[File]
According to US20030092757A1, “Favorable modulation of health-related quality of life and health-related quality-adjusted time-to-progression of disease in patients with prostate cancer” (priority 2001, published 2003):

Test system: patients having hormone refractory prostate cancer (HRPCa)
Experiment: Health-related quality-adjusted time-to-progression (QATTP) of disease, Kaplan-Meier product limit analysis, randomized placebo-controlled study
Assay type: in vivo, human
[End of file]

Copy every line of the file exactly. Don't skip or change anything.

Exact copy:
According to US20030092757A1, “Favorable modulation of health-related quality of life and health-related quality-adjusted time-to-progression of disease in patients with prostate cancer” (priority 2001, published 2003):

Test system: patients having hormone refractory prostate cancer (HRPCa)
Experiment: Health-related quality-adjusted time-to-progression (QATTP) of disease, Kaplan-Meier product limit analysis, randomized placebo-controlled study
Assay type: in vivo, human